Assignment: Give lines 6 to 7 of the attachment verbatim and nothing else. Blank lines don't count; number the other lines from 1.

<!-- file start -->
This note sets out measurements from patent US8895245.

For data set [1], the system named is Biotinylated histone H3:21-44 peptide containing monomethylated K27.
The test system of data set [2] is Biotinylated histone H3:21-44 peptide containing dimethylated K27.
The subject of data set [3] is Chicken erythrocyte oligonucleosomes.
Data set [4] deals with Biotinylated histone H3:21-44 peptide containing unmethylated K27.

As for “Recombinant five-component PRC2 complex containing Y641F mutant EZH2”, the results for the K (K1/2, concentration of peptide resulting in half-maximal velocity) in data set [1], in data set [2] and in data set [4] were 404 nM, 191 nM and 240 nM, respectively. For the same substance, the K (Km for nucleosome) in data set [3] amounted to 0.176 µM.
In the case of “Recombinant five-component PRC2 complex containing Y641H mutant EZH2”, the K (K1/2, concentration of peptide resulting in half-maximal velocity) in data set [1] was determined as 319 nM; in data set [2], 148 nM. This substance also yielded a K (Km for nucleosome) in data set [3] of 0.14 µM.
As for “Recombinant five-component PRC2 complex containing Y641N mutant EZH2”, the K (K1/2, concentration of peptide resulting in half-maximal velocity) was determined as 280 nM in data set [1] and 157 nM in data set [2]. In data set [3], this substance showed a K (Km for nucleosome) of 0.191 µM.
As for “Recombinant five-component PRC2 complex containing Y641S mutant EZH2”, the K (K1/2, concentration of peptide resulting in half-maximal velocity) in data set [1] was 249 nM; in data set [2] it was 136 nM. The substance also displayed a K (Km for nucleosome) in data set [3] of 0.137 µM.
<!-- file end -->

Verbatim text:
As for “Recombinant five-component PRC2 complex containing Y641F mutant EZH2”, the results for the K (K1/2, concentration of peptide resulting in half-maximal velocity) in data set [1], in data set [2] and in data set [4] were 404 nM, 191 nM and 240 nM, respectively. For the same substance, the K (Km for nucleosome) in data set [3] amounted to 0.176 µM.
In the case of “Recombinant five-component PRC2 complex containing Y641H mutant EZH2”, the K (K1/2, concentration of peptide resulting in half-maximal velocity) in data set [1] was determined as 319 nM; in data set [2], 148 nM. This substance also yielded a K (Km for nucleosome) in data set [3] of 0.14 µM.